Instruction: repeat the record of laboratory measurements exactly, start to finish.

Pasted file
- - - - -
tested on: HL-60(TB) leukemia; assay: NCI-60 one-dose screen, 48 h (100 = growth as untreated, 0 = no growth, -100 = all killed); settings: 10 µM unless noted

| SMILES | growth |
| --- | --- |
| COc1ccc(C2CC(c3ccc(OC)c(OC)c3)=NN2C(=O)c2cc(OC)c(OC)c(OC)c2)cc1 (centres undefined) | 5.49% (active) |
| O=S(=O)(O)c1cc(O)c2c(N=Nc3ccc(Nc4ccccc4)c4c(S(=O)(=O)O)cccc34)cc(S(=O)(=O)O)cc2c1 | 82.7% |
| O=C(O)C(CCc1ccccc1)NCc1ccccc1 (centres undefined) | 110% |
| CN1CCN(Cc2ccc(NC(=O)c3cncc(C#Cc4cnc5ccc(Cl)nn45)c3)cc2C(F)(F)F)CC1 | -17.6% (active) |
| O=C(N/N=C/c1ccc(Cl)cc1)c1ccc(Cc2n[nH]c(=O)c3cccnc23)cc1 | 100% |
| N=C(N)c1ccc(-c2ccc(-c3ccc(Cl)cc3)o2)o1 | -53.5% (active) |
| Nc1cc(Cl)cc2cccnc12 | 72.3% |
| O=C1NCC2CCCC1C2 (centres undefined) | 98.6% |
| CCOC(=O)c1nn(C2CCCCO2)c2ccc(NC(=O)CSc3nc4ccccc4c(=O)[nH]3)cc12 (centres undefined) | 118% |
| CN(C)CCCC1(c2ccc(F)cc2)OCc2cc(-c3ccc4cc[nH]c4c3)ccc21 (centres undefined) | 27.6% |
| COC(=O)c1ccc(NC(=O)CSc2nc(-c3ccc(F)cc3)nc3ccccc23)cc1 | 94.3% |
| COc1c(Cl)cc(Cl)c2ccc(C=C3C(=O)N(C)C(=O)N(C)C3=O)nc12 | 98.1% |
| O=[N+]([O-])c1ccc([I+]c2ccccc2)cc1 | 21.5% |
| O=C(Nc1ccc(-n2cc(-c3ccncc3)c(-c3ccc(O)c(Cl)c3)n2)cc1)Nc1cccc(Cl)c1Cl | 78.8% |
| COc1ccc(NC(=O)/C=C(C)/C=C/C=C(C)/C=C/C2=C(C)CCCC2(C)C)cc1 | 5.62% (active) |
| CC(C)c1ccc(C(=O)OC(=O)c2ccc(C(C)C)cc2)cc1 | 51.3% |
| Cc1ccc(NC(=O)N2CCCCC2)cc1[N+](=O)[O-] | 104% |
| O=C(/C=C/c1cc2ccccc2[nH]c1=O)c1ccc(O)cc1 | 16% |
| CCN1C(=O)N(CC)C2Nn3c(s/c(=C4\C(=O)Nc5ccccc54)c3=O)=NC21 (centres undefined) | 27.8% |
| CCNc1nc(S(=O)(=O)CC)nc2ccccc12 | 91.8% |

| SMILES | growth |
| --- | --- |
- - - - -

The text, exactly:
tested on: HL-60(TB) leukemia; assay: NCI-60 one-dose screen, 48 h (100 = growth as untreated, 0 = no growth, -100 = all killed); settings: 10 µM unless noted

| SMILES | growth |
| --- | --- |
| COc1ccc(C2CC(c3ccc(OC)c(OC)c3)=NN2C(=O)c2cc(OC)c(OC)c(OC)c2)cc1 (centres undefined) | 5.49% (active) |
| O=S(=O)(O)c1cc(O)c2c(N=Nc3ccc(Nc4ccccc4)c4c(S(=O)(=O)O)cccc34)cc(S(=O)(=O)O)cc2c1 | 82.7% |
| O=C(O)C(CCc1ccccc1)NCc1ccccc1 (centres undefined) | 110% |
| CN1CCN(Cc2ccc(NC(=O)c3cncc(C#Cc4cnc5ccc(Cl)nn45)c3)cc2C(F)(F)F)CC1 | -17.6% (active) |
| O=C(N/N=C/c1ccc(Cl)cc1)c1ccc(Cc2n[nH]c(=O)c3cccnc23)cc1 | 100% |
| N=C(N)c1ccc(-c2ccc(-c3ccc(Cl)cc3)o2)o1 | -53.5% (active) |
| Nc1cc(Cl)cc2cccnc12 | 72.3% |
| O=C1NCC2CCCC1C2 (centres undefined) | 98.6% |
| CCOC(=O)c1nn(C2CCCCO2)c2ccc(NC(=O)CSc3nc4ccccc4c(=O)[nH]3)cc12 (centres undefined) | 118% |
| CN(C)CCCC1(c2ccc(F)cc2)OCc2cc(-c3ccc4cc[nH]c4c3)ccc21 (centres undefined) | 27.6% |
| COC(=O)c1ccc(NC(=O)CSc2nc(-c3ccc(F)cc3)nc3ccccc23)cc1 | 94.3% |
| COc1c(Cl)cc(Cl)c2ccc(C=C3C(=O)N(C)C(=O)N(C)C3=O)nc12 | 98.1% |
| O=[N+]([O-])c1ccc([I+]c2ccccc2)cc1 | 21.5% |
| O=C(Nc1ccc(-n2cc(-c3ccncc3)c(-c3ccc(O)c(Cl)c3)n2)cc1)Nc1cccc(Cl)c1Cl | 78.8% |
| COc1ccc(NC(=O)/C=C(C)/C=C/C=C(C)/C=C/C2=C(C)CCCC2(C)C)cc1 | 5.62% (active) |
| CC(C)c1ccc(C(=O)OC(=O)c2ccc(C(C)C)cc2)cc1 | 51.3% |
| Cc1ccc(NC(=O)N2CCCCC2)cc1[N+](=O)[O-] | 104% |
| O=C(/C=C/c1cc2ccccc2[nH]c1=O)c1ccc(O)cc1 | 16% |
| CCN1C(=O)N(CC)C2Nn3c(s/c(=C4\C(=O)Nc5ccccc54)c3=O)=NC21 (centres undefined) | 27.8% |
| CCNc1nc(S(=O)(=O)CC)nc2ccccc12 | 91.8% |

| SMILES | growth |
| --- | --- |